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5th Dec 2022

Poland and Hungary say rule-of-law link needs treaty change

  • Polish PM Mateusz Morawiecki (r) and Hungary's Viktor Orban (c) sitting at an earlier EU summit, alongside Czech PM Andrej Babis. The pair met in Budapest on Thursday to discuss tactics (Photo: Council of the European Union)

Polish prime minister Mateusz Morawiecki and Hungary's premier Viktor Orban have dug their heels in on blocking the EU's long-term budget and coronavirus recovery package over their opposition to linking EU funds to respect for the rule of law, at their face-to-face meeting in Budapest on Thursday (26 November).

In a joint declaration, the two PMs said linking EU funds to the rule of law should be decided by EU leaders, and should be confirmed via a treaty change.

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The statement said any currently-discussed mechanism should be reduced in scope to "the protection of the financial interests" of the EU.

The rule-of-law link, agreed by 25 member states and the European Parliament, says that any breaches of the principles of the rule of law that affects or risks affecting the financial interests of the EU can be considered for sanctions.

Treaty change has been seen as a no-go area by member states because it risks opening a political 'Pandora's Box'.

The two leaders accused the German EU presidency and the parliament of overstepping the agreement reached by EU leaders in July. In Budapest and Warsaw's view, those summit conclusions do not establish a link between EU funds and the rule of law.

Several EU governments and MEPs want to tie the distribution of EU funds to the respect of the rule of law, with both Hungary and Poland currently under scrutiny for breaching EU rules and values.

Poland and Hungary argue that it is a political instrument, and claim it could be used to force policies onto the two countries.

Both leaders reiterated that the current rule-of-law link is unacceptable, and they will maintain their veto over the €1.8 trillion budget and recovery package which they say is their right based in the EU treaties.

"What is today on the table is not the rule of law but the rule of the majority," Orban said, after the Budapest meeting, in a statement.

"Since we have fundamental debates [with the EU] primarily over migration and national sovereignty, but also on gender issues, I cannot expose Hungary to the risk of being forced by a simple majority to take positions that the Hungarian people cannot accept," he added.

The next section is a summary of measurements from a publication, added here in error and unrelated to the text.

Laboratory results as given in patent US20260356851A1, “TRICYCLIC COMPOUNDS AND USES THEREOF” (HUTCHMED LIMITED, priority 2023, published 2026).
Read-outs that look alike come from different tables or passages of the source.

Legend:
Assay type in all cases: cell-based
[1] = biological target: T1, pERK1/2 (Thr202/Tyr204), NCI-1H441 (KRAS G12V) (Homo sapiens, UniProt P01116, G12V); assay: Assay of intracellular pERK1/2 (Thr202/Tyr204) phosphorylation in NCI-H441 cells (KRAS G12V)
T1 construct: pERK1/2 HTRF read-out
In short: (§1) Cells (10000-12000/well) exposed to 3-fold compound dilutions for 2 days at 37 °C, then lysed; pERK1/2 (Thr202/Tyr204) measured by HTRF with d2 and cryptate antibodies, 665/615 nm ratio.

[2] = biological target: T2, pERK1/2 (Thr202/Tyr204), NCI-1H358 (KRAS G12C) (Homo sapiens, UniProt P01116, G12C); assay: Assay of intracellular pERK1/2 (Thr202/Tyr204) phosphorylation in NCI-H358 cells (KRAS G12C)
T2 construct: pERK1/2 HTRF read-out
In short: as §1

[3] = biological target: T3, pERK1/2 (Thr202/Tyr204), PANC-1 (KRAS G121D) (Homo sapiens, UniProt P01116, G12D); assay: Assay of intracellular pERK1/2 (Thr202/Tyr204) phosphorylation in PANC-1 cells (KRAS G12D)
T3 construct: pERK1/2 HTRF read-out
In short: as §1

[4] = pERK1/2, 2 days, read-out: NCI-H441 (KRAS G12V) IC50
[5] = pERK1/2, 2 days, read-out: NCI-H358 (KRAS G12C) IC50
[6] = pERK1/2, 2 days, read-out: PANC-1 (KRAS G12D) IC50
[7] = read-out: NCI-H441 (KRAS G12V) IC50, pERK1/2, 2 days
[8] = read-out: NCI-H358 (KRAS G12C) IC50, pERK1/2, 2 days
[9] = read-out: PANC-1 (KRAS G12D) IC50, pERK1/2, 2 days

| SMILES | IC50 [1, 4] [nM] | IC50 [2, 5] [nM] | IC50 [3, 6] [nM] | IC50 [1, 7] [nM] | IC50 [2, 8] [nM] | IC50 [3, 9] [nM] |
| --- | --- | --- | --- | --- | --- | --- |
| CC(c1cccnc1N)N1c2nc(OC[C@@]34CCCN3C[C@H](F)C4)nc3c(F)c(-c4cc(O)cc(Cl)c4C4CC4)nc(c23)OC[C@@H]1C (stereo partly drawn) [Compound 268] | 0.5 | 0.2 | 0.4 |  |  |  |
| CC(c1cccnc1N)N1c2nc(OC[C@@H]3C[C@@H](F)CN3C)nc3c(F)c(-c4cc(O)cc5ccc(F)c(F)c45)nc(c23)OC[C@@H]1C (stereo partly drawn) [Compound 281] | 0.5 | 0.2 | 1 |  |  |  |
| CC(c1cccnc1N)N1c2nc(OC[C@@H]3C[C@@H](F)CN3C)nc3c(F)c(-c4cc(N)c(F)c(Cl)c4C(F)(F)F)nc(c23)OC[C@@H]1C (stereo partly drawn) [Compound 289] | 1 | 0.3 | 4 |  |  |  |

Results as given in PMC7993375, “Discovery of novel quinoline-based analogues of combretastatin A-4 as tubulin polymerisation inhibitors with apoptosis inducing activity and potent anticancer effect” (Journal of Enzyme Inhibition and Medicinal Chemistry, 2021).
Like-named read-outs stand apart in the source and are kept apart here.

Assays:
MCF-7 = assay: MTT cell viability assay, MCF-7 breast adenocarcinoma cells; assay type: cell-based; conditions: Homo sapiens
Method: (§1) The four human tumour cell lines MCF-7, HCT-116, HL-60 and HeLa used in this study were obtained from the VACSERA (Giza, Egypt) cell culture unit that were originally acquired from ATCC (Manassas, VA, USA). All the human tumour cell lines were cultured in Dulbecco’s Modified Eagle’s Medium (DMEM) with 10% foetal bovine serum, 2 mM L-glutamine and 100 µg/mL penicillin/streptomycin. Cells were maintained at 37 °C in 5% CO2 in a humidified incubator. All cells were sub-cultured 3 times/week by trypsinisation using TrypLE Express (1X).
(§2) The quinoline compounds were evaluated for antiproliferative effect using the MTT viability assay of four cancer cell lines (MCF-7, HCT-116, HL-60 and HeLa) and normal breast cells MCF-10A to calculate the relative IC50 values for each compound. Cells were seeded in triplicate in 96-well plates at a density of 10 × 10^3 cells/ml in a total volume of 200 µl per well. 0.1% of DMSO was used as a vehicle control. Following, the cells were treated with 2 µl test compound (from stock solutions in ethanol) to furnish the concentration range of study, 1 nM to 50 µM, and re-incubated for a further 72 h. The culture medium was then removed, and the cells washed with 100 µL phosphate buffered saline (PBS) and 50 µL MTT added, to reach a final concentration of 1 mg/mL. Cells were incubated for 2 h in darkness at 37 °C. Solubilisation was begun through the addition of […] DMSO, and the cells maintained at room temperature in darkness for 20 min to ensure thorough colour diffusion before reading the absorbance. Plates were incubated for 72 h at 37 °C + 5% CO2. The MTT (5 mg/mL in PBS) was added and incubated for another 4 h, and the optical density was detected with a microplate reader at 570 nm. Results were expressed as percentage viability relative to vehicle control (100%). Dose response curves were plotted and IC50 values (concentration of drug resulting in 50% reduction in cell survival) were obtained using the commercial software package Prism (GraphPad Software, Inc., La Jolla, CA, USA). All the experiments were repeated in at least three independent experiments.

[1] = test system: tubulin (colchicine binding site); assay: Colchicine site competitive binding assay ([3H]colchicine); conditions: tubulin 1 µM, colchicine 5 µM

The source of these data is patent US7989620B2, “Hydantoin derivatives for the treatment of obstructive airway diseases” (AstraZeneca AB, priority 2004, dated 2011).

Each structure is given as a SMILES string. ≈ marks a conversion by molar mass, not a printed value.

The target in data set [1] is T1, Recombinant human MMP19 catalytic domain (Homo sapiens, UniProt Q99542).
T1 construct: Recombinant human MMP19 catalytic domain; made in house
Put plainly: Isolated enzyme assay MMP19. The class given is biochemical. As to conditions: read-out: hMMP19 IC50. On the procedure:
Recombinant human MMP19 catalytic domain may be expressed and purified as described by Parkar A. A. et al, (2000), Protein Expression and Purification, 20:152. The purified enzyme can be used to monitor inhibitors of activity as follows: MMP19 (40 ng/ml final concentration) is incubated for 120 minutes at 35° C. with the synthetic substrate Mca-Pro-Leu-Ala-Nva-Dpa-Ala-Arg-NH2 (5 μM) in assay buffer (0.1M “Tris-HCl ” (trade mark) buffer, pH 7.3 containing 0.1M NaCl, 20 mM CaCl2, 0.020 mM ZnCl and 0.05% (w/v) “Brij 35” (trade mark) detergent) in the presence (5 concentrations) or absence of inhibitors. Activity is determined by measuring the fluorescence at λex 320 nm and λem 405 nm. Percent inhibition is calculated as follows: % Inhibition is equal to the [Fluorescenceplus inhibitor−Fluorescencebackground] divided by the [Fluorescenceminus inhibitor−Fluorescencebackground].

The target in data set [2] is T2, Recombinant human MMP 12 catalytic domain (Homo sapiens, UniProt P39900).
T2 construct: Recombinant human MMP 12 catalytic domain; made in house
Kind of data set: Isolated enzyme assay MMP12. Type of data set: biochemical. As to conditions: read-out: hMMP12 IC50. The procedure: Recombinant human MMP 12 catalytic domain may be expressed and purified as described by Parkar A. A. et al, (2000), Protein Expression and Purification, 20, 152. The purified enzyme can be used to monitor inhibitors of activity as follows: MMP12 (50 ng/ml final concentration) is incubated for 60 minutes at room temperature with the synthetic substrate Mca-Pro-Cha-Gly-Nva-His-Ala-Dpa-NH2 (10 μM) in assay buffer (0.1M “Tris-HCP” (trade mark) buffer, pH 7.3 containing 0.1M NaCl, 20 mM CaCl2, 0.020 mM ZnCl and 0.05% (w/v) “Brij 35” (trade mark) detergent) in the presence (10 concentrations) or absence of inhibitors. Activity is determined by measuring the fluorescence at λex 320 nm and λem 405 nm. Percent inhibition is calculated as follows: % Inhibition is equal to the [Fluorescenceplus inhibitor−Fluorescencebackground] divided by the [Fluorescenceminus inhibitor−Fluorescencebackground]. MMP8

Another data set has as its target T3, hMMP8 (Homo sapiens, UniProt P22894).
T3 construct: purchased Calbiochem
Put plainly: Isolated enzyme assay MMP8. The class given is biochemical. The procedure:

Morawiecki said the mechanism is arbitrary and politically-motivated and could be used against any country. He warned that can lead to the "disintegration of the EU".

He said the Hungarian-Polish blockade serves the integrity of the EU and protects the sovereignty of member states.

Hints

The two leaders offered little in terms of a possible compromise, but they hinted at what would be satisfactory for them.

Orban suggested to de-link the budget and recovery fund from the rule-of-law mechanism, and deal with that later.

The Hungarian premier said connecting the economic crisis management to a political issue like the rule-of-law conditionality as a package was "irresponsible".

He also warned against those who think Hungary and Poland will budge because the two countries also need subsidies from the pandemic recovery fund.

"This debate cannot be resolved with money," Orban said, claiming Hungary will not suffer financial losses if it is left out of the recovery fund because it will be financed by loans the EU Commission takes on.

Morawiecki, for his part, insisted that the rule-of-law conditionality needs to be based in the EU treaty.

Both leaders also confirmed that they will not accept any proposal that is deemed unacceptable by the other.

Von der Leyen tells Poland and Hungary to go to court

Poland and Hungary should ask the EU's top court to assess linking EU funds to the respect of the rule of law instead of blocking the budget and recovery package, the EU Commission chief said, most MEPs backed her up.

Hungary and Poland unfazed by EU outcry over budget block

France's EU affairs state secretary Clement Beaune said his country and Germany are looking into "technical clarifications" on rule-of-law conditionality to resolve the issue, but floated the idea of doing the recovery fund without Poland and Hungary.

EU ministers urge Poland and Hungary to unblock budget

"This is no time for power games, we cannot have a political crisis on top of all this, this is the time to show EU unity," Portugal's EU affairs state minister Ana Paula Zacarias told the meeting of EU ministers.

Portugal was poised to scrap 'Golden Visas' - why didn't it?

Over the last 10 years, Portugal has given 1,470 golden visas to people originating from countries whose tax-transparency practices the EU finds problematic. But unlike common practice in other EU states with similar programmes, Portugal has not implemented "due diligence".

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